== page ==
Photo courtesy of Thao & The Get Down Stay Down.

If there’s a theme for March concerts, it’s “show up early.”

It’s a great month for live music and also a weird one because many of the most interesting acts are undercards: Mdou Moctar, L’Rain, Kali Uchis, Vince Staples, Melvins, Negative Approach.

The value of a good opener is underrated. It’s a great way to find something new and unexpected. Even when all the music in recorded history is at your fingertips, sometimes it needs to be live and right in front of you for it to make sense.

And if the openers happen to suck — hey, it’s still a great time to grab a beer.

As always, please note that most venues require proof of vaccination, negative Covid tests and/or masks, so check with each club. (But really, do that stuff anyway). There are also likely to be additional Covid-related cancellations, so double-check before you go.

Tool. Photo courtesy of Wikimedia Commons.

March 1, Tool, The Acid Helps: PPG Paints Arena, Uptown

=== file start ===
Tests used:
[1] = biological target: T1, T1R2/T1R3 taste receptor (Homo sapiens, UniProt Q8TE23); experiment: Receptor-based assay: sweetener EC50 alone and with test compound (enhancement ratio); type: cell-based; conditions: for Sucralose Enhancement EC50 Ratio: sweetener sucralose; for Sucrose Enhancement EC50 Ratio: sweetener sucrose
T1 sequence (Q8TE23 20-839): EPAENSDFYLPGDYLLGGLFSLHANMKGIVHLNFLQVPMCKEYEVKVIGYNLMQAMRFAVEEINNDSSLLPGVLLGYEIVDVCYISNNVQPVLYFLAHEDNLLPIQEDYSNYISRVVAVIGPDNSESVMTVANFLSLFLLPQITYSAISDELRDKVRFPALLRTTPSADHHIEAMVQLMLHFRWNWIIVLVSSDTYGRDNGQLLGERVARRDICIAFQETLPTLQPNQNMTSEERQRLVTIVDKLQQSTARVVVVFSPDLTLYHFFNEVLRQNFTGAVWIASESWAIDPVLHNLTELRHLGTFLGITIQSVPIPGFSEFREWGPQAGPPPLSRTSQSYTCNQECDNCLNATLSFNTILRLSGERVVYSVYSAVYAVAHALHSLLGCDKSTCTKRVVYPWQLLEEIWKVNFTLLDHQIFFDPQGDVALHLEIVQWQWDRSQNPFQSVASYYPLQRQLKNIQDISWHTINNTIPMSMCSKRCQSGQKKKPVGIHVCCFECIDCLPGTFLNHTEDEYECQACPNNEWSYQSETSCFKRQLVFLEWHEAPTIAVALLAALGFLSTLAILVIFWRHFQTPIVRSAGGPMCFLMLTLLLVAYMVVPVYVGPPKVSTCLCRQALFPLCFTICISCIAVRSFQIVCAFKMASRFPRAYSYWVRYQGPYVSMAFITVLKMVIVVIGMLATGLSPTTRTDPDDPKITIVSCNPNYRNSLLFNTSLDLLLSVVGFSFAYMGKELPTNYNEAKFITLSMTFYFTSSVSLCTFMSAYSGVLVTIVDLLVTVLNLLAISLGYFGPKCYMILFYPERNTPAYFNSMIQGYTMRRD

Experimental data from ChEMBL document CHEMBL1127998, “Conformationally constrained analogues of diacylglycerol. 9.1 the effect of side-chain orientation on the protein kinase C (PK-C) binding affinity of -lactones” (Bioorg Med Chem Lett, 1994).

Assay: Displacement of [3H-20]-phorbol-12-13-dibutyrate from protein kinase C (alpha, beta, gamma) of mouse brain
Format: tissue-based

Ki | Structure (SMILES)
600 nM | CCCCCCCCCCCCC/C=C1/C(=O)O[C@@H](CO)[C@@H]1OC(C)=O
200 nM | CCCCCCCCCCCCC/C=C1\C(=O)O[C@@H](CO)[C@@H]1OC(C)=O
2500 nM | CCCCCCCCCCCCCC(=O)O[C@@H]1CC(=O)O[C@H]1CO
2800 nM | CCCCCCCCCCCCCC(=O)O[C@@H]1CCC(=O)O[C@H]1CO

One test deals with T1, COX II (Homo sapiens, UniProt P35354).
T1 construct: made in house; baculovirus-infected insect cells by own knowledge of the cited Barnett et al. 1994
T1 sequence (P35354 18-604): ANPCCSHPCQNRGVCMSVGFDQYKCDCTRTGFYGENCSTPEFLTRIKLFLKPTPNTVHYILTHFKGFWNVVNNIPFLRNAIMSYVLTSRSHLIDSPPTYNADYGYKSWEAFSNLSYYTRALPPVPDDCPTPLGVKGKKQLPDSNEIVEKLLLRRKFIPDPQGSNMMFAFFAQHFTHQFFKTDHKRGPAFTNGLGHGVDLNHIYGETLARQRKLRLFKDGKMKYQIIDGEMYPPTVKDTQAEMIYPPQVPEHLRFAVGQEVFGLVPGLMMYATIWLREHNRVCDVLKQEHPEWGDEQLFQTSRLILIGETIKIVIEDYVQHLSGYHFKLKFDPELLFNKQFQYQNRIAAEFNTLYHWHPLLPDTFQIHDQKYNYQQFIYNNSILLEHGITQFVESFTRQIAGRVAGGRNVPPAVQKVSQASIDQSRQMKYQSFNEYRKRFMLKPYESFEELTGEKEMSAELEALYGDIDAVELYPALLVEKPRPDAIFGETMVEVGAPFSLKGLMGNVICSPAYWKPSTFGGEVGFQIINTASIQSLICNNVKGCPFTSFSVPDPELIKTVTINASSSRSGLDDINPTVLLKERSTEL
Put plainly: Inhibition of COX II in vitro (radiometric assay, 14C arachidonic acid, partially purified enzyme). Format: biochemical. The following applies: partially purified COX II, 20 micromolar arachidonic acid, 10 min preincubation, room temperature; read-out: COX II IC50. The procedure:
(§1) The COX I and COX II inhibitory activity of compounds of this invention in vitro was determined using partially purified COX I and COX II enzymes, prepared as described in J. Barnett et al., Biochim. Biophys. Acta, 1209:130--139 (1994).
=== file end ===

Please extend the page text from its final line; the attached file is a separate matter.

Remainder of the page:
Maynard James Keenan is reclusive and elusive for a rock star, but he’s never wanted it any other way. To hear him tell it, making music is something he does in the off-season when things get slow at his winery (Merkin Vineyards and Caduceus Cellars in northern Arizona). Then again, Keenan’s bands — particularly the progressive-metal behemoths Tool, A Perfect Circle and Puscifer — have had no problem selling millions of albums and selling out stadiums without much in the way of catchy singles, airplay and/or the usual glib promotions. They only make albums when they feel like it, and if that means they skip a decade or two … so be it. The fans come back anyway.

March 1, Son Volt, Jesse Farrar: Mr. Smalls Theatre, Millvale

As half of the songwriting strength of the beloved early-1990s band Uncle Tupelo, Jay Farrar helped launch an unlikely revolution in pop music — the resurrection of old country music for the indie-rock crowd. Farrar and Jeff Tweedy were uneasy equals in the band, each songwriter’s strengths filling in the voids that the other one left. It was like having Neil Young and Bob Dylan trying to share a stage. Obviously, that was too combustible a combination to last. Tweedy went on to become an actual rock star with Wilco, and Farrar formed Son Volt — and didn’t. Son Volt is a very good band, though. Farrar still sounds like he’s carrying the weight of the world in his voice, even if his mercurial, introspective take on Americana will keep him free from the pesky burdens of stardom.

Photo courtesy of Ministry’s Instagram.
Photo courtesy of Ministry’s Instagram.